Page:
Bright Hardware Idea

The base VistaNav system, called the CIS 1000, runs on a Motion LS800 TabletPC and costs between $4299 and $4899. The pricier systems have solid state, not conventional flying head disc drives, so they wont crash at high altitude. Included is a combined WAAS GPS, barometric pressure sensor and inertial navigation system with digital gyros, all in one box called the INU.

Mercury builds this box themselves using technology from their work on GlobalHawk and Predator UAV components. There are no wires except power, as the box communicates with the tablet via wireless Bluetooth. WxWorx weather comes from

VistaNav’s Synthetic View

a separate wireless receiver. The unit also can display traffic from the Zaon XRX traffic minder in both 2D and 3D views.

The tablet itself is the weakest link in this chain. It can be hard to read in some light, the pen interface is problematic in turbulence and it can only put out about 10 frames per second (FPS) in 3D view. It also requires a special pen to push on-screen buttons. Touch-sensitive screens are notoriously poor optically.

Failing to find anything on the market better than the LS800, Mercury decided to build their own. The CIS 2000 VistaNav system puts the computer in the same box as the INU and connects to the screen with a cable. The screen is touch sensitive, but uses an optically-beautiful capacitance technology. Its nearly twice as bright as the Motion and dedicated buttons across the bottom and two nested rotary knobs (think Garmin 430) are used for moving a cursor around and entering information. You can use touch, the knobs and buttons, or both to control the software.

The CIS 2000 displays 3D at 30 fps. It will be available soon at $5999 for the hard drive version and $6799 for the solid-state version. Mounting equipment, traffic and XM cost extra. VistaNav sells navigation data, including obstructions, airport information, current NACO approach plates, airport diagrams, and all VistaNav software updates for $199 per year. The system checks for information currency at startup and can be updated via the internet if its removed from the aircraft. Future revisions will offer Jeppesen plates for an additional subscription fee.

The system isn’t all roses. We saw two bugs on test flights, including an approach that wouldnt activate correctly. Wed like to see all the approach fixes rather than just the FAF and a VFR runway centerline extension. Also, not all U.S. approaches are available yet. But Mercury is working to improve the product and customers are happy with the level of support.

Simple Can Be Good

Where the VistaNav INU is the size of the seventh Harry Potter novel, MountainScope sells the PC Flight Systems eGyro, which is the size of a pack of playing cards. Flight Cheetah uses the same gyro. VistaNav sells the hardware and software only as a combined unit, where MountainScope suggests using the LS800, but sells the software to run on anything from a PocketPC to a laptop. We tested MountainScope on the LS800 to be as fair as possible.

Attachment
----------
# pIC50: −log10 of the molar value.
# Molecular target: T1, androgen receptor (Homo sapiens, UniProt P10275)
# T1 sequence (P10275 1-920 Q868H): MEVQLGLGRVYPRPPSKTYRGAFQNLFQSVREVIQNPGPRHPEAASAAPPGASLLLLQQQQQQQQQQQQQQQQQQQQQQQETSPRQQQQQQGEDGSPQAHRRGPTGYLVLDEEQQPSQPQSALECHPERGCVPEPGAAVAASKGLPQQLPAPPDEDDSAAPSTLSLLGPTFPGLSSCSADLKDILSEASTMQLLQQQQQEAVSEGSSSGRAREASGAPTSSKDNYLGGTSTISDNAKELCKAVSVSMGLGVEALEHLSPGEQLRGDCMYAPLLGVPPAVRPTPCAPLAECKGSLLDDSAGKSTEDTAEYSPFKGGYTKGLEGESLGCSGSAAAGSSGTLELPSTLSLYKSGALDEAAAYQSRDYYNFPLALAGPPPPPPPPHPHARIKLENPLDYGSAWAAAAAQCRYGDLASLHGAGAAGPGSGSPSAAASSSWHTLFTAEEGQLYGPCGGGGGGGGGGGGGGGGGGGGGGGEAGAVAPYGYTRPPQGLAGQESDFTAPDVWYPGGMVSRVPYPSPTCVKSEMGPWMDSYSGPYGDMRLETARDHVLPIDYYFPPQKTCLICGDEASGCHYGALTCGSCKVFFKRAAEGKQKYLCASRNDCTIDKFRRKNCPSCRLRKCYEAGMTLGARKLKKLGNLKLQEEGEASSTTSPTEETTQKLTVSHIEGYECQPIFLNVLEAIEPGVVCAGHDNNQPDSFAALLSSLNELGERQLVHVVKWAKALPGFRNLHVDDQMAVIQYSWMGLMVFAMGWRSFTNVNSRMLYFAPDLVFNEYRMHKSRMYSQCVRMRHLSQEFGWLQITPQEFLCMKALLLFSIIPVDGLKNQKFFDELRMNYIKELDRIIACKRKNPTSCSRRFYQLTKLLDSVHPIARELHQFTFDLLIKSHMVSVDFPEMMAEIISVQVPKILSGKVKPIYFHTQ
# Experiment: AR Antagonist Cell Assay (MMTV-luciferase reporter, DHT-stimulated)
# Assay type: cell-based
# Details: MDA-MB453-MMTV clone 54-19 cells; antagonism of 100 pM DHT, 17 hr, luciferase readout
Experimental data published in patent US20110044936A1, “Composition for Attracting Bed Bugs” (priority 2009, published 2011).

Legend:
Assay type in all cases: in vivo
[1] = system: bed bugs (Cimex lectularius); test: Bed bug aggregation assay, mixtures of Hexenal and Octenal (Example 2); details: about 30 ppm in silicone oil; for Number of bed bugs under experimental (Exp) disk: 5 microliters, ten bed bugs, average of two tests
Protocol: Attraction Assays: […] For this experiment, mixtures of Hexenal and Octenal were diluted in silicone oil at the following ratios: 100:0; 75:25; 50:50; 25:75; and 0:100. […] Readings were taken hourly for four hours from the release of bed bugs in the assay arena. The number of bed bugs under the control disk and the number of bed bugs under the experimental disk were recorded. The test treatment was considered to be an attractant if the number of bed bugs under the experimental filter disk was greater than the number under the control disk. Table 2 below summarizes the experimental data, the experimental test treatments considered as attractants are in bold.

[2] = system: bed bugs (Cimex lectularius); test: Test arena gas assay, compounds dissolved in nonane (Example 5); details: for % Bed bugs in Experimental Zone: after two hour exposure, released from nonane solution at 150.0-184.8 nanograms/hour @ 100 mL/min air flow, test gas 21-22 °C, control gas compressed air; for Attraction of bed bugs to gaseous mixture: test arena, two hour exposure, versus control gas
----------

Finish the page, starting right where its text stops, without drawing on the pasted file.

The software is simpler than VistaNav, with no approaches. But it does have the same 2D/3D split view thats quite comfortable to fly. Its TAWS works we’ll and the program displays nicely. It actually gives more information at a glance than VistaNav for nearest items and it adds nearest VORs and intuitive arrows for direction. It has airport information available by tapping in the 2D view. We found MountainScopes landscape more detailed than VistaNavs.

MountainScope doesnt show a true HITS view because it doesnt show altitude. Instead, there’s a grey, semi-opaque path for the course set in the flight plan. Its easy to follow. The system is controlled through a set of menus thats more cumbersome than VistaNavs on-screen buttons, but you actually rarely need the menu in flight. Like VistaNav, its highly configurable. Not only does it have a sim mode for training, but it can take input from Microsoft Flight Simulator for practice flying. A big plus for MountainScope was that the 3D view can remain visible while displaying airport information, although you have to resize a window to see both the 3D view and an approach plate. Since it doesnt have built-in approaches, we did the best we could using a GPS approach on paper and distances and bearings to the airport. With the virtual runway so visible and terrain clearly shown, we felt we could make it down alive using nothing but the MountainScope display.

MountainScopes simpler gyro and lack of baro information makes for a choppy display during radical changes in pitch or bank, but we were able to recover from unusual attitudes using only the display. MountainScope can display XM-based weather, as we’ll as ADS-B information if connected to the right hardware. For homebuilders, MountainScope can integrate with some autopilots and take Dynon and Crossbow gyro info and also tie into a pitot-static system.

The MountainScope software sells for $495, but a complete system with LS800, eGyro and GPS would cost around $3500, depending on how many wires you replace with wireless connections. Updates to plates and obstructions are downloaded from the Website for $15 per download, with the first six free.

A New Class of Glass

Jeff Simon noted that many of the 300+ VistaNav systems flying were in glass-panel aircraft. This speaks volumes. Having a 3D view is completely different from having digital PFD displays. The important thing is to think about what you want from that view. If its just improved situational awareness, even a GPS-only system will work. Check out Chart Case for an excellent program that has a simple 3D view of the terrain ahead.

If youre looking for something that will warn you of impending unusual attitudes or provide guidance in an emergency, you need gyro input. MountainScope can save you significant bucks depending on your equipment needs. If youre looking for a serious, 3D navigation display that augments your panel instruments right now, there’s only one player: VistaNav.

Jeff Van West is a CFII and editor of Aviation Consumers sister magazine, IFR.